• The size of a brand has a major impact on the efficiency and effectiveness of marketing communications. Large brands have inherent advantages over smaller brands. They have higher penetration, wider distribution, stronger range and pricing strategies that help to maintain and increase share. As a result, smaller brands need to over invest, relative to their market share, to compete effectively. They must also devise campaigns with above average effectiveness, from a creative perspective, to drive growth.

Marketing Multiplied also points out that short-term marketing is on the rise and is damaging the profitability of marketing. Since 2006, the percentage of short-term marketing campaigns has more than quadrupled. Long-term campaigns – those that are evaluated over periods of longer than six months – are approximately three times more efficient than short-term campaigns. Short-term initiatives are more effective at driving transient sales effects, but they deliver weak long-term growth. Businesses need to employ both techniques, but in the correct proportion.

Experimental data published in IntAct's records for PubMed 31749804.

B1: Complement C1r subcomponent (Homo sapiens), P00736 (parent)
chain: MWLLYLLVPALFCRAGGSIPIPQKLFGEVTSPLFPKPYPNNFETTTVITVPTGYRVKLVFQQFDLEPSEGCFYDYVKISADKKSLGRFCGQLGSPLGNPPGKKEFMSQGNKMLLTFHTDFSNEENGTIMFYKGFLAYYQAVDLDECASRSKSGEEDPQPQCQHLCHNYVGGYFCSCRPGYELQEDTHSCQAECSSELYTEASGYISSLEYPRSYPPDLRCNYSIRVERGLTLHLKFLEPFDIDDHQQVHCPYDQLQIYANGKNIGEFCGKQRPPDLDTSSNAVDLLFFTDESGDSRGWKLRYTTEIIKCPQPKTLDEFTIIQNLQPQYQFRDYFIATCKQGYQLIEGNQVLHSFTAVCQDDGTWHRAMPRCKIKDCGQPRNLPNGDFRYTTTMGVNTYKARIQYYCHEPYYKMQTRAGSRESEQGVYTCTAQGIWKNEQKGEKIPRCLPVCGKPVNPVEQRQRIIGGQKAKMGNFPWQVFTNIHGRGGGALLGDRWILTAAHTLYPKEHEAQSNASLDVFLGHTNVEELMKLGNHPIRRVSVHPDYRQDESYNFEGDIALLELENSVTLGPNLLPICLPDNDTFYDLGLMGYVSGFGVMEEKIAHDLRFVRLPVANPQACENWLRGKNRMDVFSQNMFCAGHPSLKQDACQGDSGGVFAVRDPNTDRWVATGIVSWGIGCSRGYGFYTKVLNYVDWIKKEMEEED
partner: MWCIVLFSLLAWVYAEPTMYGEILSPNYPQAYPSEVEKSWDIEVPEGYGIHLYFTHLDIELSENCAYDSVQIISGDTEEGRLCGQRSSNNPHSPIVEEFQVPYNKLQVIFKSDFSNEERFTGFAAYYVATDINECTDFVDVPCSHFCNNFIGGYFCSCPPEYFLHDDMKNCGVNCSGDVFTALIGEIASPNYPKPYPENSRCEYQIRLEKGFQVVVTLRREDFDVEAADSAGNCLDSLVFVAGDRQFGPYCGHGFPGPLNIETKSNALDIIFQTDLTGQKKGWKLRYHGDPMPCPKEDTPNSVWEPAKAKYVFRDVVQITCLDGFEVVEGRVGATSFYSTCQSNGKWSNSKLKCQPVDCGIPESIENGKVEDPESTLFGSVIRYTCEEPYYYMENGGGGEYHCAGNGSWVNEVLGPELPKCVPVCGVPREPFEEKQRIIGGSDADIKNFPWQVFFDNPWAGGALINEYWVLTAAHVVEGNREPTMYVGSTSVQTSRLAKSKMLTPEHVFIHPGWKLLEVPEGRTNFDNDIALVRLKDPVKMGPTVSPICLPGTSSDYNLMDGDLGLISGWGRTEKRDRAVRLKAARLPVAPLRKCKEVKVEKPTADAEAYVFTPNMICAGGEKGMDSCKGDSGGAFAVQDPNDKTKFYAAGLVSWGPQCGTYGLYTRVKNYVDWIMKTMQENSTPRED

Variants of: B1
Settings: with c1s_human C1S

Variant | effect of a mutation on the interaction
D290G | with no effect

Barry Dooley, CEO of the Association of the Advertisers in Ireland, says the dramatic shift to short-termism in marketing is damaging the effectiveness of creativity and the return on investment it generates.

“This shift has been caused by recession-driven urgency, which is damaging to the profitability of marketing. Now, more than ever, there is a requirement to ensure that the marketing ethos informs the boardroom agenda. It’s time for marketers to regain control. Marketing should be seen as the engine room and not as a service function. Marketing really matters. It’s an economic catalyst, driving competition and innovation. It enriches the brands that people enjoy and trust. It contributes to society, not least by funding an independent, varied media and, fundamentally, it facilitates choice.”


For further details, please check out www.coremedia.ie